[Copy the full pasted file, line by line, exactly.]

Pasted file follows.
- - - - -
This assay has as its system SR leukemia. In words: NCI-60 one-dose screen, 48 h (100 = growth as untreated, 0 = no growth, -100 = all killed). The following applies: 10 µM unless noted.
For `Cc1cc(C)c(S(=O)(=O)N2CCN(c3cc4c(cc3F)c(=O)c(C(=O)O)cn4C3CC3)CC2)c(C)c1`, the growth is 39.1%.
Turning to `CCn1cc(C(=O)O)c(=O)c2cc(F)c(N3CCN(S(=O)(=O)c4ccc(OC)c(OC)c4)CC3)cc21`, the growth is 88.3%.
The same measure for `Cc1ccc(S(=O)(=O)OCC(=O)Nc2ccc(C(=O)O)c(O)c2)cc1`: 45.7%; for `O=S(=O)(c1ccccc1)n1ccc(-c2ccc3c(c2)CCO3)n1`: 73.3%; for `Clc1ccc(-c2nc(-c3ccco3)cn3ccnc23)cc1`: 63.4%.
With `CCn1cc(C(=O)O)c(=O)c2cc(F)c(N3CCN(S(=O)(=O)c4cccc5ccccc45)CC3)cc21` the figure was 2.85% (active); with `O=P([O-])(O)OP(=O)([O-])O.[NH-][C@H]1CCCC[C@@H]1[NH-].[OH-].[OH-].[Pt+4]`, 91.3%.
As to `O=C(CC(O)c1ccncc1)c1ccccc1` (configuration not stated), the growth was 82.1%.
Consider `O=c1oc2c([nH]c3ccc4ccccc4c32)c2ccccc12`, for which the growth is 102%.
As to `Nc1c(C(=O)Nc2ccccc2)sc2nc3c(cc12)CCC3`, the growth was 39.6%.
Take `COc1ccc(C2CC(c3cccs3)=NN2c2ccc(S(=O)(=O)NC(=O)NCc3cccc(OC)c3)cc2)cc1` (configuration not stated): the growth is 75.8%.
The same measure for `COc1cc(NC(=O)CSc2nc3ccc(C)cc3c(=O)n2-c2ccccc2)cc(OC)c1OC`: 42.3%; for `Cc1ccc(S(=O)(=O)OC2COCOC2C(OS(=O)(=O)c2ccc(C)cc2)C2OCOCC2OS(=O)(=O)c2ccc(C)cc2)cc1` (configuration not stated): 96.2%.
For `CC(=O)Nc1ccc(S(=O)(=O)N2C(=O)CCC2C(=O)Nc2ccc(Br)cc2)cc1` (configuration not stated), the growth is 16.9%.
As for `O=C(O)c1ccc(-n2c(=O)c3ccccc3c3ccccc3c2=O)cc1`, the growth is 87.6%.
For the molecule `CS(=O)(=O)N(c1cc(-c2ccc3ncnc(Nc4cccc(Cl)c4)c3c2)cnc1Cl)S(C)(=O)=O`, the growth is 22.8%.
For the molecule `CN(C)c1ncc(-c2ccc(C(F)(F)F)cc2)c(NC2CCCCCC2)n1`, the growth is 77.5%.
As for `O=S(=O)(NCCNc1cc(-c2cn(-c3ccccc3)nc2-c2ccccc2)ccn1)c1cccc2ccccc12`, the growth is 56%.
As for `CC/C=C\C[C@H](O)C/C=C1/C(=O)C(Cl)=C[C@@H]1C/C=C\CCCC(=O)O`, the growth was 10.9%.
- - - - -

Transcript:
This assay has as its system SR leukemia. In words: NCI-60 one-dose screen, 48 h (100 = growth as untreated, 0 = no growth, -100 = all killed). The following applies: 10 µM unless noted.
For `Cc1cc(C)c(S(=O)(=O)N2CCN(c3cc4c(cc3F)c(=O)c(C(=O)O)cn4C3CC3)CC2)c(C)c1`, the growth is 39.1%.
Turning to `CCn1cc(C(=O)O)c(=O)c2cc(F)c(N3CCN(S(=O)(=O)c4ccc(OC)c(OC)c4)CC3)cc21`, the growth is 88.3%.
The same measure for `Cc1ccc(S(=O)(=O)OCC(=O)Nc2ccc(C(=O)O)c(O)c2)cc1`: 45.7%; for `O=S(=O)(c1ccccc1)n1ccc(-c2ccc3c(c2)CCO3)n1`: 73.3%; for `Clc1ccc(-c2nc(-c3ccco3)cn3ccnc23)cc1`: 63.4%.
With `CCn1cc(C(=O)O)c(=O)c2cc(F)c(N3CCN(S(=O)(=O)c4cccc5ccccc45)CC3)cc21` the figure was 2.85% (active); with `O=P([O-])(O)OP(=O)([O-])O.[NH-][C@H]1CCCC[C@@H]1[NH-].[OH-].[OH-].[Pt+4]`, 91.3%.
As to `O=C(CC(O)c1ccncc1)c1ccccc1` (configuration not stated), the growth was 82.1%.
Consider `O=c1oc2c([nH]c3ccc4ccccc4c32)c2ccccc12`, for which the growth is 102%.
As to `Nc1c(C(=O)Nc2ccccc2)sc2nc3c(cc12)CCC3`, the growth was 39.6%.
Take `COc1ccc(C2CC(c3cccs3)=NN2c2ccc(S(=O)(=O)NC(=O)NCc3cccc(OC)c3)cc2)cc1` (configuration not stated): the growth is 75.8%.
The same measure for `COc1cc(NC(=O)CSc2nc3ccc(C)cc3c(=O)n2-c2ccccc2)cc(OC)c1OC`: 42.3%; for `Cc1ccc(S(=O)(=O)OC2COCOC2C(OS(=O)(=O)c2ccc(C)cc2)C2OCOCC2OS(=O)(=O)c2ccc(C)cc2)cc1` (configuration not stated): 96.2%.
For `CC(=O)Nc1ccc(S(=O)(=O)N2C(=O)CCC2C(=O)Nc2ccc(Br)cc2)cc1` (configuration not stated), the growth is 16.9%.
As for `O=C(O)c1ccc(-n2c(=O)c3ccccc3c3ccccc3c2=O)cc1`, the growth is 87.6%.
For the molecule `CS(=O)(=O)N(c1cc(-c2ccc3ncnc(Nc4cccc(Cl)c4)c3c2)cnc1Cl)S(C)(=O)=O`, the growth is 22.8%.
For the molecule `CN(C)c1ncc(-c2ccc(C(F)(F)F)cc2)c(NC2CCCCCC2)n1`, the growth is 77.5%.
As for `O=S(=O)(NCCNc1cc(-c2cn(-c3ccccc3)nc2-c2ccccc2)ccn1)c1cccc2ccccc12`, the growth is 56%.
As for `CC/C=C\C[C@H](O)C/C=C1/C(=O)C(Cl)=C[C@@H]1C/C=C\CCCC(=O)O`, the growth was 10.9%.